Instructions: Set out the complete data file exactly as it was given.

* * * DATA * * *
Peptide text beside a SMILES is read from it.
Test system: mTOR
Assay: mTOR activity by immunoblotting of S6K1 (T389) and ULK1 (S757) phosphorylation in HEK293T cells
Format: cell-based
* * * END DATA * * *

Peptide text beside a SMILES is read from it.
Test system: mTOR
Assay: mTOR activity by immunoblotting of S6K1 (T389) and ULK1 (S757) phosphorylation in HEK293T cells
Format: cell-based